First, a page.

HER Expert Panel
Summer Roundtable

HER Health Collective  roundtables provide an opportunity for us to bring our panel of experts together to discuss important issues that are relevant to mothers in our community. The topics discussed in this session include: Diet Trends, How Food Affects Us, Supplementation, Fasting, and Dietary Restriction.

With HER Expert Panel

HER Health Collective is working to improve the lives of moms with a dynamic social community
supported by local women’s health experts.

Our expert team is a collaborative effort between local women’s health experts from a variety of
different industries, all working together to better serve the women in our community. Through
these efforts, we aim to improve postpartum care so that women are receiving the care they
need and deserve.

HER Health Collective’s Core Values include:

  • A Holistic approach to health and wellness, recognizing the importance of balancing physical,
    mental, emotional, and spiritual health.
  • We believe in empowering women to make informed decisions by giving them access to
    trustworthy knowledge and a supportive community.
  • We Respect each mother unique story and where she is at in her journey. Every woman is unique and we believe our approach to health and wellness should reflect that.


Our roundtables provide an opportunity for us to bring our panel of experts together to discuss

important issues that are relevant to mothers in our community.

Diet Trends

Crissy Fishbane:

Alright we are excited to go ahead and dive in. We have roughly 3 questions. We’re
going to spend approximately 15 minutes on each of those conversations and we’re just going to let our
panelists dive in and just have that conversation going. So our first question:


In what ways do weight changes across the lifespan, body image and diet culture impact mothers today? What do you see being the long term effects of these trends if we don’t see a shift in societal norms?


Anna Lutz:

I’ll jump in. You know, the thing that comes to my mind first is just the pressure on women
to return to pre-pregnancy weight immediately after the baby is born. And that somehow our society
decided that that’s how things are supposed to happen.


Instead if we could be sending messages to women that they need to nurture their body, take care of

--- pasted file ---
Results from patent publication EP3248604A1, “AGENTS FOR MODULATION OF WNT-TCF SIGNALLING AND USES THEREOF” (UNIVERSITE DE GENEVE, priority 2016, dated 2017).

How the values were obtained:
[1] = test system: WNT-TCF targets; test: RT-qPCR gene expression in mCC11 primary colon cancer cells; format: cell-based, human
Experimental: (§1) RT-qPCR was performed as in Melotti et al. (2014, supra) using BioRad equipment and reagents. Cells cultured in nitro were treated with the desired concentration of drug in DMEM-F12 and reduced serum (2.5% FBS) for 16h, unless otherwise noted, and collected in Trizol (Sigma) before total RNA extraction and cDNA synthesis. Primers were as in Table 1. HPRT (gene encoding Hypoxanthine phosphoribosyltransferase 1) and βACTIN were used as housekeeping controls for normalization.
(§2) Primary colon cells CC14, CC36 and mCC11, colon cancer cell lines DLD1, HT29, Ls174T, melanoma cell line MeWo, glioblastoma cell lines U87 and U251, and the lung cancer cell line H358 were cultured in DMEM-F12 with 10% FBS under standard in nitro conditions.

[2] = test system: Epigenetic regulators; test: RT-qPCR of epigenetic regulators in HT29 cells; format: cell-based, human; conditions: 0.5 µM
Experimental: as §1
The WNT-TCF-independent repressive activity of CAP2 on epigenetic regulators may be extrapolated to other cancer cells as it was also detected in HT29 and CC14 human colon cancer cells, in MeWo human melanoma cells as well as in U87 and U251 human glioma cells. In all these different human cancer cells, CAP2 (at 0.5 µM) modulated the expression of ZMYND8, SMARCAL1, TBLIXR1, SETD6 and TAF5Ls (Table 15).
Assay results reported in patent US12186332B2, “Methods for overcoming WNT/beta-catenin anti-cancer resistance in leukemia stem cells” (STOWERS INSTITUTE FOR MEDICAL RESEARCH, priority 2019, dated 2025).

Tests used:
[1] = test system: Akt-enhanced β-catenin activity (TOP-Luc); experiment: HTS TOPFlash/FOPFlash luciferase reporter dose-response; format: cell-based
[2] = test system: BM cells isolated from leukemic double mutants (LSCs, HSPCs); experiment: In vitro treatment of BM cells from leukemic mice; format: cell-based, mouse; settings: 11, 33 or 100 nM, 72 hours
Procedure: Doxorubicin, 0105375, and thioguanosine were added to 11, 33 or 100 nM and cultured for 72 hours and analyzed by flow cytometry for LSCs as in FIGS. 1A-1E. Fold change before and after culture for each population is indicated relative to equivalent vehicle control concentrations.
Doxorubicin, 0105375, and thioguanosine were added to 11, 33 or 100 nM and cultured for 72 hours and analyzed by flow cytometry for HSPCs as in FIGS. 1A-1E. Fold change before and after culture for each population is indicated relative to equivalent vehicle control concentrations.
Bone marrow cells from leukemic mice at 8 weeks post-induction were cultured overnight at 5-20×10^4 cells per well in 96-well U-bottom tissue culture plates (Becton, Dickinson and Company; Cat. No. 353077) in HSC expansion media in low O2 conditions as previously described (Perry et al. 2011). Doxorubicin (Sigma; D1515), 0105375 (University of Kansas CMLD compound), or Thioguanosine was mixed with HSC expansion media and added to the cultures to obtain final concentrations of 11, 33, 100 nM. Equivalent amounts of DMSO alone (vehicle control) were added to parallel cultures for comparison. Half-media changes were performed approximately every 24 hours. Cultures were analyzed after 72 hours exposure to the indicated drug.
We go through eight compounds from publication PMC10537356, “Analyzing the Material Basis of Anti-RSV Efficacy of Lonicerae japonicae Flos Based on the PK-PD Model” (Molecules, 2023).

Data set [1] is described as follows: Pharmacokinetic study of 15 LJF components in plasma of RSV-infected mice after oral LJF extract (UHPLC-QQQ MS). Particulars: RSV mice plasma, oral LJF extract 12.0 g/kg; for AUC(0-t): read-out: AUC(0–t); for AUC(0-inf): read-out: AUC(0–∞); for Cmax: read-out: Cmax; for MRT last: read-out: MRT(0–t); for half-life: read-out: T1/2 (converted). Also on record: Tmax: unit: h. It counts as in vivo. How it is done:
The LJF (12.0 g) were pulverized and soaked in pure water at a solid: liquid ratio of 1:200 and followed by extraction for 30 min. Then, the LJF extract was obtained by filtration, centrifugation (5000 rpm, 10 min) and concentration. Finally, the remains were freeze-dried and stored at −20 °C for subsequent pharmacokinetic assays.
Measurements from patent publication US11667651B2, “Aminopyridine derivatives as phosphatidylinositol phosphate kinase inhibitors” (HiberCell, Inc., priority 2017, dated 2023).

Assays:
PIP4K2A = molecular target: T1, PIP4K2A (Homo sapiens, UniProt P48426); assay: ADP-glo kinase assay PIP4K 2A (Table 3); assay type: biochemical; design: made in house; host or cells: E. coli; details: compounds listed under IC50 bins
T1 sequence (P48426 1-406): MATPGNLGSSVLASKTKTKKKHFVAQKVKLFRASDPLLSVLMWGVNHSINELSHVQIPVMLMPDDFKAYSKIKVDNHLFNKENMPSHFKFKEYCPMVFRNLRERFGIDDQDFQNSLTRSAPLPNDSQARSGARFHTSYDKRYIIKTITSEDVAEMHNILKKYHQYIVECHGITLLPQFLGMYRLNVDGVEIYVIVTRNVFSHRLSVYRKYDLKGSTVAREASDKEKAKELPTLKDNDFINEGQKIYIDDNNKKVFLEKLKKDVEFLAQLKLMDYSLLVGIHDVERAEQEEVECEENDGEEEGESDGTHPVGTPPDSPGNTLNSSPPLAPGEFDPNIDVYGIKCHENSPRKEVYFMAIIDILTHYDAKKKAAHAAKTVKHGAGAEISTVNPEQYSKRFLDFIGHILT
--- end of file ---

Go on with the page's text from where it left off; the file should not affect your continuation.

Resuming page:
their body, have a strong body so that they can take care of this wonderful baby that is here.


That might mean that their body is different, and it probably does mean their body is different. That’s
not a bad thing.


It’s actually something that as a society I hope we can move toward celebrating rather than this pressure that plays out with many detrimental mental health outcomes if the only focus is that a woman is supposed to get back to their pre-pregnancy body.


Jessica Altemara:

I agree with that focus being something that is prevalent across the board. One of the places like social media has the ability, especially right now when people are physically isolating, that social media has the ability to provide a community where it might not otherwise be available. At the same time social media is a place where you see that pressure where people only put their best face forward. You see people posting about how their exercise routine that they return to when they’re two weeks postpartum.


Like my almost 13 year old I took a picture the other day he looked at it and he said “oh that’s insta-
worthy mom” and it made me think about how many freshly postpartum people are just trying to be


I read a study that was talking about how people feel, because of social media and reality tv, people
have this weird idea that there’s always somebody watching them and that they are in this constant
performance mindset. And I think that that’s a huge distractor for a lot of people in making the
connections that you are talking about that are healthier.


Katherine Andrews:

I’m gonna second everyone, and just agree that it’s not even just postpartum but also as we age. We’ve seen that additional weight is actually health protective in older age.


I find that I’m seeing more disordered eating among the 40-50 year old women I see than any other age population right now. In terms of the question of what happens long term, it leads to restrictive eating and over exercising which then leads to hormone problems and menopause being far worse than what it would have been had they just accepted and embraced some of that minor weight change.


So it feels like there’s so much negative gut problems, right, that come from this fear of weight that
drives so much of what we do as a culture.


Dr. Lindsay Mumma:

I really don’t think that you’re going to get any sort of contention in this question. I think we can all pretty much agree that the idea that having weight on your body is a problem is ridiculous and that the pressure that women place on themselves because people are placing this external pressure on them is just so huge and it impacts so many different things.


It impacts their relationship that they have with food. It impacts the relationship that they have with themselves and then with their family and with everyone that they come into contact with.


Talking about the far end of the spectrum, my mother in law is a wonderful, beautiful, incredible woman and she is 67 and she still talks about how she had a large incision when she birthed my husband. And so her abdomen has never looked the same. And it breaks my heart to hear her talk about how she wants to be smaller in her stomach. She has such a disordered eating relationship with food and it’s so sad because my niece sees that.


My sister-in-law and I have talked about how we want to model the behavior that we want to see in our